Theater and bacon, photography and beer, and a must-see film about the Black Panthers: your Weekend List

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Julia Prud’homme (Lily Mortar), Jasmine Jean Sim (Mary Tilford), and the cast of Intiman Theatre’s

The Children’s Hour

Intiman’s Theatre Festival continues with a gripping production of Lillian Hellman’s The Children’s Hour, a play about a child’s lie and how it destroys the lives of three people. Mary Tilford—young and oh-so-evil Mary Tilford—accuses her two female teachers of having a lesbian affair. It’s an explosive story. For this production, director Sheila Daniels sets the story at a boarding school in 1980s Seattle (I’m thinking it’s Vashon, actually; it’s never made quite clear).  The set is terrific as is the ensemble of actors, in particular Jasmine Jean Sim, who plays the horrible lying child so convincingly. I wanted to hiss at her when she took her bow at the end of the show.

If you go: The Children’s Hour, Cornish Playhouse, Through Sept. 27 (Tickets start at $20) —F.D.

Crosscut archive image.Sweet Week *

The second annual Sweet Week, the brainchild of master confectioner and Hot Cakes founder Autumn Martin, returns to sweet shops all over Seattle. For just $5 per tasting, you can sample the masses. Stop by the delectable Pie for your choice of three select mini-pies, or try Theo Chocolate for a flight of fall flavors (pear balsamic ganache, fig fennel ganache, and apple cider caramel). At Macrina, where everything they touch turns to gold, they’re offering a mini layered banana chocolate cake, with whipped cream and rum roasted bananas. For those with dietary restrictions, Flying Apron, Hot Cakes and Violet Sweet shop each have vegan and gluten-free options. If you have a special place in your heart for ice cream, regardless of the weather, Full Tilt, Hello Robin, Bluebird and Parfait have you covered.

If you go: Sweet Week, Various locations, through Sept. 20 ($5 per tasting) —N.C.

The Black Panthers: Vanguards of the Revolution *

For most of us, the history of the Black Panthers is one fraught with controversy and misinformation — often focusing on violence, anger and crime. In this documentary, Stanley Nelson (known for an array of documentaries that aim to share parts of the African American experience) seeks to chronicle this period in history in a different way. Through interviews with Black Panther party members, we learn about the strength of this movement, the embedded racism that led up to it, and its relevance today. This is a must-see and will leave you more informed about race relations in our country, and our history as Americans.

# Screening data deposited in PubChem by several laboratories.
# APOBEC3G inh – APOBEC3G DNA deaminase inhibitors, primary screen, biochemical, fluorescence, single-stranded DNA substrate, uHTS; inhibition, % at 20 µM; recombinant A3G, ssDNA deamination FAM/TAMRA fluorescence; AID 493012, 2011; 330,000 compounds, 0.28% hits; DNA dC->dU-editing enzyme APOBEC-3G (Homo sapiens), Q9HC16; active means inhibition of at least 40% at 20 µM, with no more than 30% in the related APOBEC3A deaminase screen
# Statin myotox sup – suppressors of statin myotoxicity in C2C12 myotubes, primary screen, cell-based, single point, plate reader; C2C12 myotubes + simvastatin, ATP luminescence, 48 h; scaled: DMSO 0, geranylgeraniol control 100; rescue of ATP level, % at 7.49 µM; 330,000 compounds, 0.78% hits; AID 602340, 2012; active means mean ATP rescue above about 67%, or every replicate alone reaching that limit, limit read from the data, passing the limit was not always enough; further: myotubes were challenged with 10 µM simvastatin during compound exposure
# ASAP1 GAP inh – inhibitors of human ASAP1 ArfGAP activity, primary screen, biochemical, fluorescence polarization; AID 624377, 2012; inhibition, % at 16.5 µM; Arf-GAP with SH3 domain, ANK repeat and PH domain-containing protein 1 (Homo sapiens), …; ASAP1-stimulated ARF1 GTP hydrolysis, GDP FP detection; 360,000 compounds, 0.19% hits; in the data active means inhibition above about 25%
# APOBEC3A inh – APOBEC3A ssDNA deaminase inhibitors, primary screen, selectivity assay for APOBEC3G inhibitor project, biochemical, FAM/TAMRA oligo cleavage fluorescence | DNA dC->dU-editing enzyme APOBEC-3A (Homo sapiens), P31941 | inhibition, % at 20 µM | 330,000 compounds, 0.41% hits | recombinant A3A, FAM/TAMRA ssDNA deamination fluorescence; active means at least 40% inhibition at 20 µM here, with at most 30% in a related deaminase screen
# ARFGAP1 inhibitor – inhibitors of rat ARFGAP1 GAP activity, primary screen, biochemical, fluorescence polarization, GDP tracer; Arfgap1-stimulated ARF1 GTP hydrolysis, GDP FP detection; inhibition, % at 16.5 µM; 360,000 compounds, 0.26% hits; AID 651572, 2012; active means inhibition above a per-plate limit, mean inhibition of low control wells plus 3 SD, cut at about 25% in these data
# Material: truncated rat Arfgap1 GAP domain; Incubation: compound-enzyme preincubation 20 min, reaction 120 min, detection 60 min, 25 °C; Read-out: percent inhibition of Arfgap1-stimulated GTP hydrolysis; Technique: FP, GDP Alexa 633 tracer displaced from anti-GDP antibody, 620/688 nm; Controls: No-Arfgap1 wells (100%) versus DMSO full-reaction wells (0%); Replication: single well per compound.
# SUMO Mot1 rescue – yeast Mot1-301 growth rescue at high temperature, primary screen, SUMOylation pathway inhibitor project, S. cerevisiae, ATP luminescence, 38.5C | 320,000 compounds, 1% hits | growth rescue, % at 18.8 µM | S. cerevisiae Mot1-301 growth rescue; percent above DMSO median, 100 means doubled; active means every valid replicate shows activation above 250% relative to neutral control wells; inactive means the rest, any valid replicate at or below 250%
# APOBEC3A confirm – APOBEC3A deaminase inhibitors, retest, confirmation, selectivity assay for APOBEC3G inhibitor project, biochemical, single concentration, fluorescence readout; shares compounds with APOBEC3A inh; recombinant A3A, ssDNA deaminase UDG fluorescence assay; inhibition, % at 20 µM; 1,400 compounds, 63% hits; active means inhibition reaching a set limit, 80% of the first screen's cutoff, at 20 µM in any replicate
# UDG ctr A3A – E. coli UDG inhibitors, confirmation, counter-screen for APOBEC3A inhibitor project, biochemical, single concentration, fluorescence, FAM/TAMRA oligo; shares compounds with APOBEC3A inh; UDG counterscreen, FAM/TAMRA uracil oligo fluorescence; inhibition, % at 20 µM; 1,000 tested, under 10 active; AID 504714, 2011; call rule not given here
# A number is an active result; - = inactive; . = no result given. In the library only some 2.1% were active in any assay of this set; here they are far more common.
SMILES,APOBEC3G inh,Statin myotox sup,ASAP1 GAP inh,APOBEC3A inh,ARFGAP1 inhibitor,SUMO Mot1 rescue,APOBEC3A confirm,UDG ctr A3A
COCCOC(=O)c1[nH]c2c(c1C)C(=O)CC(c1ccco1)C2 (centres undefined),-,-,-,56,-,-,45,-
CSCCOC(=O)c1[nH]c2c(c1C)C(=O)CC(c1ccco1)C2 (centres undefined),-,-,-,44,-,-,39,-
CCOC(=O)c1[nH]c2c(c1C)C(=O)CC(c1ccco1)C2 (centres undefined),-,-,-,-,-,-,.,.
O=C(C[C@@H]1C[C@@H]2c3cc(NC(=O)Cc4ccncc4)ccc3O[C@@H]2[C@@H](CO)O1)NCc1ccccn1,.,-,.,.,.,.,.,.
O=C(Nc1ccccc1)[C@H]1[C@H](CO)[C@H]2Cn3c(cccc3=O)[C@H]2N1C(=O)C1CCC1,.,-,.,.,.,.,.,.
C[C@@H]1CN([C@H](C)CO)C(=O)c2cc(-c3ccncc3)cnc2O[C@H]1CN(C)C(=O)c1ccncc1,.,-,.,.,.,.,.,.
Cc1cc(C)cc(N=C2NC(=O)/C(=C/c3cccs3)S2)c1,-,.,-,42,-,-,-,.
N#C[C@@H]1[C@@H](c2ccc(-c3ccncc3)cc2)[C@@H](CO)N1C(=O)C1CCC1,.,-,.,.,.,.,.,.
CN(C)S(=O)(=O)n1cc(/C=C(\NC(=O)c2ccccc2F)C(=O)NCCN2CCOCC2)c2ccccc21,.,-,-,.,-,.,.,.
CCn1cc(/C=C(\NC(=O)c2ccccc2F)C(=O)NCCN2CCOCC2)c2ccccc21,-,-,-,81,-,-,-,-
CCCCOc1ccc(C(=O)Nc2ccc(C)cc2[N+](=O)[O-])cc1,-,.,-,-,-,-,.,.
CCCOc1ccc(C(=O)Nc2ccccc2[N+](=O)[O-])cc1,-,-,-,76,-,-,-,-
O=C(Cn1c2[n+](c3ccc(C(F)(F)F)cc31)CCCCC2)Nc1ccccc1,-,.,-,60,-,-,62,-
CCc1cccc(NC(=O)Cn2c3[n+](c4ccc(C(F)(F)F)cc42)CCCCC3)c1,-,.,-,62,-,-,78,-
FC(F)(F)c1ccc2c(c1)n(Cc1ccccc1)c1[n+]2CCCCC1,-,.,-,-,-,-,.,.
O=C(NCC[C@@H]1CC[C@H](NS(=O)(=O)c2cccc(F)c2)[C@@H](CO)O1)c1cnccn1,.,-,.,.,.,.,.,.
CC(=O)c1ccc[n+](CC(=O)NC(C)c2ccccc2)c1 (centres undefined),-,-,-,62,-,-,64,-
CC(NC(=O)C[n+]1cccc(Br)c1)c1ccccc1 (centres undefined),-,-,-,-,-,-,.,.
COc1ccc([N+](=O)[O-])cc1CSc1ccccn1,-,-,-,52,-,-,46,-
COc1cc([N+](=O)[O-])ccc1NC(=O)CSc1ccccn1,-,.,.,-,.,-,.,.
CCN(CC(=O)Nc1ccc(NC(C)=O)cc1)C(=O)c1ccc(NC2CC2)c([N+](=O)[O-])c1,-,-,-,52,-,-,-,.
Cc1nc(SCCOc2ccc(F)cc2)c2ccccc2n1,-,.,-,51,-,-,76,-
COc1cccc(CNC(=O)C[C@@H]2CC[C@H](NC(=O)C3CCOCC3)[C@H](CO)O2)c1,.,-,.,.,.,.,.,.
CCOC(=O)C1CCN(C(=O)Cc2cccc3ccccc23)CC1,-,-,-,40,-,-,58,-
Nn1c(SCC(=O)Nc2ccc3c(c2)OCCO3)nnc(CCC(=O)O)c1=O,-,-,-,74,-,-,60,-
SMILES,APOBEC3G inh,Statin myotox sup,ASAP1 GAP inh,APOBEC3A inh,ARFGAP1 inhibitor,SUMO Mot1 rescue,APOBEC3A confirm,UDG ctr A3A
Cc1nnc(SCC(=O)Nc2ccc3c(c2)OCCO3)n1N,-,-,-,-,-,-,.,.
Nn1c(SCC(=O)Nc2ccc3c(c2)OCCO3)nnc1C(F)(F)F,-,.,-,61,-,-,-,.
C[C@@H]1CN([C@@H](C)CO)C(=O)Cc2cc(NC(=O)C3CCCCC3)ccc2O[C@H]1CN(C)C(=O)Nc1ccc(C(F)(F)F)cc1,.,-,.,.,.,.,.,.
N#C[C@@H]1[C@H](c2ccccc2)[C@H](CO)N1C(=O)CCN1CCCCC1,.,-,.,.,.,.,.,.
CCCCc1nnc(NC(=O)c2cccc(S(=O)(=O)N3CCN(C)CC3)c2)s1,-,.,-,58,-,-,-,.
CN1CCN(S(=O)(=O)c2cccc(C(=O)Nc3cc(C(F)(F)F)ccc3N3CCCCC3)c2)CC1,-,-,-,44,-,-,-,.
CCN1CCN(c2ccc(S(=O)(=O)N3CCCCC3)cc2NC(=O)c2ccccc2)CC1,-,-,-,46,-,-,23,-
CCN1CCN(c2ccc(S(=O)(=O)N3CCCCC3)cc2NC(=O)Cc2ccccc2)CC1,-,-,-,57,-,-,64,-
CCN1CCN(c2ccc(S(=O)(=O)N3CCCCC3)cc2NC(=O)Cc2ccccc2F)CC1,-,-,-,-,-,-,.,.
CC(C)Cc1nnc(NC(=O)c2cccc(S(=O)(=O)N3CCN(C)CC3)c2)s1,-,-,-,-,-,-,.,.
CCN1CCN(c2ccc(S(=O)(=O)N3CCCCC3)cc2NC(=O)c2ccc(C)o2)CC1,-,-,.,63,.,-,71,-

If you go: Northwest Film Forum, Sept. 18 to 21 ($8 for students and seniors; $11 for adults) — N.C.


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The Horse in Motion production company takes Bertolt Brecht — whose name often elicits a sigh — and frames him as a revolutionary who asked a central question that can still be asked today: How do we (as individuals, lovers, and a society) carry on if the game is rigged? BrechtFest weaves together three selections from Brecht (The Good Person of Szechwan, Baal, and The Threepenny Opera) that build on one another, while each keeping their own forward momentum and mood. My favorite was perhaps their rendition of the little-known Baal, for which they struck a very dark chord and queered the hell out of a play written in 1918. A three-course brunch is served between each act by the performers-waiters, providing a welcome break from the action. I left feeling great about my use of a Sunday, excited to return to the lovely Can Can, and squint at the world through the eyes of Brecht.

If you go: BrechtFest, The Can Can, Saturday and Sunday mornings through Oct.4 (Tickets start at $25) —N.C.

American Idiot

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Photo by Michael Brunk /

I’ve been wanting to see this rock musical ever since I watched an engrossing documentary about how the Green Day multi-platinum album was turned into a stage show. The stage show, about three young men searching for something to hold on to post-9/11, went on to win a couple of Tony Awards. Green Day’s Billie Jo Armstrong even landed on Broadway, in the role of St. Jimmy, the “punk rock freedom fighter.” ArtsWest is offering two ways to experience its production: you can sit in a chair and watch it the traditional way or you can choose to let the show wash over you, meaning you’ll follow the actors onto the stage and to different spaces throughout the theater.

“Doing the production in this way brings an unprecedented level of intimacy and access to these characters and their story,” explains ArtsWest artistic director Mathew Wright about the “immersive” experience. “You can’t disconnect from the material because you, the audience, are living inside of it.”

If you go: American Idiot, ArtsWest, through Oct. 11 ($19 for students; $39.50 for adults) —F.D.

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Jamie Dicey - Photo by Bettina Hansen/The Seattle Times

Woman in Trades Portrait Exhibition *

Seattle Times photographer Bettina Hansen met two women—a journeyman lineman and a heavy-equipment operator—while on assignment last year. “You should do a story about women in the trades,” one of the women told her. She agreed and the result, using a large-format camera, was published earlier this month in Pacific Northwest magazine. Now, 17 of the the black-and-white portraits hang in Georgetown’s Machine House Brewery, reminding us that some of the behind-the-scenes folks doing the toughest of work are women. As a bonus: the brewery makes and serves English-style cask ales.

If you go: Woman in Trades Portrait Exhibition, Machine House Brewery, Wednesdays through Sundays now until Nov. 12 (Free) —F.D.

* events that are under $15 


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